It’s fantastic to have goals and ambitions—encouraging, even, when you feel as if you’re steering your life in the direction that you see fit—but sometimes the pressure to plan certain aspects of your life can put too much pressure on you, not to mention those around you. While feeling uncertainty can be stressful, I want to emphasize that being unsure is okay.
It’s interesting how some people subscribe to the notion that you should be married by this age and have your first child by that age. Where do these “timeline deadlines” come from, and what can we do as a society to render them unnecessary? Again, planning for your future is great, but it’s unrealistic to expect to “get all your ducks in a row” when some ducks haven’t even hatched.
Open Your Mind to Your Options
Allow me to share a story that helps illustrate my point. About a decade ago, one of my friends once called me in a panic, sharing the news that her daughter had no idea what major she wanted to pursue in college. Should she allow her daughter to enter her freshman year—gasp!—undeclared? It’s as if there was a stigma attached to that decision, which was unfortunate. As I had gently explained to my friend, there was nothing wrong—nothing wrong—with her daughter’s uncertainty. In fact, I suggested, perhaps it was a blessing because then she could explore her options upon enrolling in a wide variety of classes.
A semester came and went. And then another. During that time, my friend’s daughter had the opportunity to take quite a few interesting classes in communications, economics, biology, and history before discovering an interest in anthropology. That interest quickly developed into a passion. She declared her major, earned her degree, and nowadays, she’s a leader in her field.
The Beauty of Uncertainty
Friends, there is beauty in being unsure. Perhaps you’re reading this post right now and wondering about all the uncertainties in your life—where you’ll work, where you’ll live, with whom you’ll live . . . some of these “unknowns” may seem a bit scary or intimidating, but I’m confident that all the pieces of your puzzle will fall into place. Part of this has to do with trusting yourself enough to know that you’re bound to figure things out and that many of the answers will reveal themselves in time.
You’re bound to make mistakes along the way—for example, maybe you’ll decide to take a job that turns out to not be a good fit—but mistakes are part of the routine twists and turns that we all experience in life. In many cases, mistakes even help us get to where we want and need to be. Yes, maybe you take a job that isn’t for you, but perhaps it’s through that job that you meet someone who eventually helps you land an interview for your dream job. I speak from experience when I say that planning and being certain about some things in life can be beneficial, but some of the best moments we experience and opportunities we receive in life happen when we least expect them to.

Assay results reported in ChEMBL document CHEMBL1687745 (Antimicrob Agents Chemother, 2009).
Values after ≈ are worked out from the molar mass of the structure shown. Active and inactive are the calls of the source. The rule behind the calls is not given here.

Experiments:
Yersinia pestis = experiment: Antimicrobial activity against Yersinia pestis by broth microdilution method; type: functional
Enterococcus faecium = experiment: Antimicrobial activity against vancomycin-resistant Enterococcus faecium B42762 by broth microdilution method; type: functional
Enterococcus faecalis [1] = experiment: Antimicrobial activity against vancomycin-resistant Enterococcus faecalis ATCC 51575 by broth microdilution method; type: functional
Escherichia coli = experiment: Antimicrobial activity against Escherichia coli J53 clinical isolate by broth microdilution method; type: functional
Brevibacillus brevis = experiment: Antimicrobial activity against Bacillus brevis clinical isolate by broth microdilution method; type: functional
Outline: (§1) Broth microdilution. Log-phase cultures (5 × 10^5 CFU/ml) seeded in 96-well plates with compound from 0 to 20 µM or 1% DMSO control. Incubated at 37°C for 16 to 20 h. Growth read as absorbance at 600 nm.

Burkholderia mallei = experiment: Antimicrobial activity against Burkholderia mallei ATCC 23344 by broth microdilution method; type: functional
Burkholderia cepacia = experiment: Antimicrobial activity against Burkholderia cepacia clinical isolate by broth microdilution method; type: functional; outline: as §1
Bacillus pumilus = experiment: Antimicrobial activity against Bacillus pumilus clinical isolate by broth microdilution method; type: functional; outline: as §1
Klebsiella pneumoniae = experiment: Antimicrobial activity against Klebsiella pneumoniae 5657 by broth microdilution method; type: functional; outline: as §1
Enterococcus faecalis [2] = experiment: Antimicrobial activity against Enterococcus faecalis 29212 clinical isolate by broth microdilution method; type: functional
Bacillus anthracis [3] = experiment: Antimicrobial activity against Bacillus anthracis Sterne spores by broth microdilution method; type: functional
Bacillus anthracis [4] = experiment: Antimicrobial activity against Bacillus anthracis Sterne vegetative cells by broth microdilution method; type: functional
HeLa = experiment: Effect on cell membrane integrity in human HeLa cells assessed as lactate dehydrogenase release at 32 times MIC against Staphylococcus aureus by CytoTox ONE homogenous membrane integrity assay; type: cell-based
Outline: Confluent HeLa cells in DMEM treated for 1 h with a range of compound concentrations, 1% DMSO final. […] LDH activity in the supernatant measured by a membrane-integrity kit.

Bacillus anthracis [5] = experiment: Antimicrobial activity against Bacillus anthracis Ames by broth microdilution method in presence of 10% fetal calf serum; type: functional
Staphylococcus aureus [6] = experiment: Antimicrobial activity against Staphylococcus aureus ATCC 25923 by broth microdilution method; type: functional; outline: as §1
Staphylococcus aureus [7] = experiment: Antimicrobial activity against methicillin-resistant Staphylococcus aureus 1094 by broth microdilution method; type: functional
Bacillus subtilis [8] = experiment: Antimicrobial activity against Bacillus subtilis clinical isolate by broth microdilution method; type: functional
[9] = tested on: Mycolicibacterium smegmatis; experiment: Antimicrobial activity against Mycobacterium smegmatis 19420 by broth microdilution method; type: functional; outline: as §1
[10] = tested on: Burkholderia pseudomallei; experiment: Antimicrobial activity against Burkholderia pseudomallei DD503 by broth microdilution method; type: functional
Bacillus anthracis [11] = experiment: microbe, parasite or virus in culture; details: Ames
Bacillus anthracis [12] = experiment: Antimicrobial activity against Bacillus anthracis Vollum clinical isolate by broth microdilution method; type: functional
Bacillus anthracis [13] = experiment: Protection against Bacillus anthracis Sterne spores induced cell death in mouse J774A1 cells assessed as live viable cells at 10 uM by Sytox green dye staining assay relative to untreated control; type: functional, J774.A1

Dealing With Uncertainty
According to HelpGuide.org, an independent nonprofit that offers free mental health education and support, one way to cope with feelings associated with being unsure involves living in the present moment. In a blog post titled Dealing With Uncertainty, authors Lawrence Robinson and Melinda Smith write, “One of the surest ways to avoid worrying about the future is to focus on the present.
Instead of trying to predict what might happen, switch your attention to what’s happening right now.” The authors propose that being fully present can “interrupt the negative assumptions and catastrophic predictions running through your mind.” I also appreciate how Robinson and Smith suggest the option of practicing mindfulness, a series of techniques that can help you “recalibrate,” if you will.
The goal is to be present in the “here and now” so that you can appreciate the current moment completely free of judgment. The authors add that mindfulness can “calm your mind, ease stress, and boost your overall mood.”
If you’re struggling with being unsure about one or more aspects of your life, I’d be happy to talk to you and help you ease the stress and/or pressure you may be feeling. I want to give you the courage and motivation to continue down your life’s path; help you grow and achieve the realistic dreams you want to fulfill, and to inspire you to do whatever it is that makes you feel at your happiest and healthiest.
I’m Here for You
If you’re interested in working with me, you can find my credentials and more information on my website, www.barbstone.me. I invite you to connect with me whenever you’re ready, and I look forward to hearing from you soon.